Greek is one of the oldest continuously written languages: we have testimonies of it across three millennia. This course will review the various stages of this language from its first written texts (Mycenaean Greek) to Medieval and Modern Greek, including the Greek dialects, the rise of the Koiné, Biblical Greek, and the contact of Greek with other languages through history. We will read and discuss texts from all phases, including literary texts, epigraphy, papyri and medieval manuscripts. Two years' previous study of Greek is a requirement for enrollment.


GREK 42118. The Embodied Word in Greek Poetry. S. Nooter. Autumn.

This course examines materiality in practice and materiality as metaphor in Greek poetry. Themes for exploration will include the shared identity of music and poetry in the Homeric world; erotic language and temporalities in archaic lyric poetry; the relationship of poetic sound and embodied performance in choral song; and the role of the written word in instantiating the poetic one in several contexts and media of poetic production and transmission. Readings will include Homer, Archilochus, Sappho, Simonides, Pindar, Aristophanes, Timotheus, Plato and epigrams, as well as some poems in English from the modern period.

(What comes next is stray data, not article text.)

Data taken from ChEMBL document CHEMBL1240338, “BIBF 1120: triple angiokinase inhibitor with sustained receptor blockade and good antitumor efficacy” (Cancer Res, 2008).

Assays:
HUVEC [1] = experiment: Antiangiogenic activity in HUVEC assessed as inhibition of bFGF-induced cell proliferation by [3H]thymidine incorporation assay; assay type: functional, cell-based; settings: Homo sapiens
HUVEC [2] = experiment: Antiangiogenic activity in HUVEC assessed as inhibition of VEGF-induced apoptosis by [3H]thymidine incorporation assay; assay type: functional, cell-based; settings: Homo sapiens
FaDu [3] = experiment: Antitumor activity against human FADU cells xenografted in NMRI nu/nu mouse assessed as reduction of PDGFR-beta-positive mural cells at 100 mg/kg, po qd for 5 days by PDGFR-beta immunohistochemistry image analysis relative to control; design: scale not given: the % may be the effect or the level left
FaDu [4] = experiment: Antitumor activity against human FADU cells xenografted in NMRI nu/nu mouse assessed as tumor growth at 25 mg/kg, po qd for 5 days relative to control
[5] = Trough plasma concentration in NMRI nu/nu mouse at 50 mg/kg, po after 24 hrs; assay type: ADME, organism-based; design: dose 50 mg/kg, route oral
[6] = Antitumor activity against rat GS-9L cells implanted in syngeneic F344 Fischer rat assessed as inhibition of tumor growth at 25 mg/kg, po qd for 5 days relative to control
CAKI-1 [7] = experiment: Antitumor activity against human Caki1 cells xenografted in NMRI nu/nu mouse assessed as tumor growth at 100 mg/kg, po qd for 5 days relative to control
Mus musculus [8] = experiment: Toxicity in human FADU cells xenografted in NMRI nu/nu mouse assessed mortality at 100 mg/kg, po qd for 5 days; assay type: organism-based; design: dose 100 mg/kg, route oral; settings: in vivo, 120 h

GREK 46518. Seminar: Hesiod and the Homeric Hymns. (=ANCM 36518,, HREL 46518) C. Faraone & B. Lincoln. Winter.

We will read in Greek and slowly discuss Hesiod's Theogony, the proem to the Works and Days and the four longer Homeric Hymns to Aphrodite, Apollo, Demeter and Hermes. Students will be evaluated on their in-class translations and a seminar paper.

 

Latin:

LATN 31800. Roman Historiography. Tacitus. (LATN 21800). P. White. Winter.

PQ: Latin 20300 or equivalent.

Primary readings are drawn from the Tiberian books of the Annals, in which Tacitus describes the consolidation of the imperial regime after the death of Augustus. Parallel accounts and secondary readings are used to help bring out the methods of selecting and ordering data and the stylistic effects that typify a Tacitean narrative.


LATN 31900. Roman Comedy. (LATN 21900). D. Wray. Spring.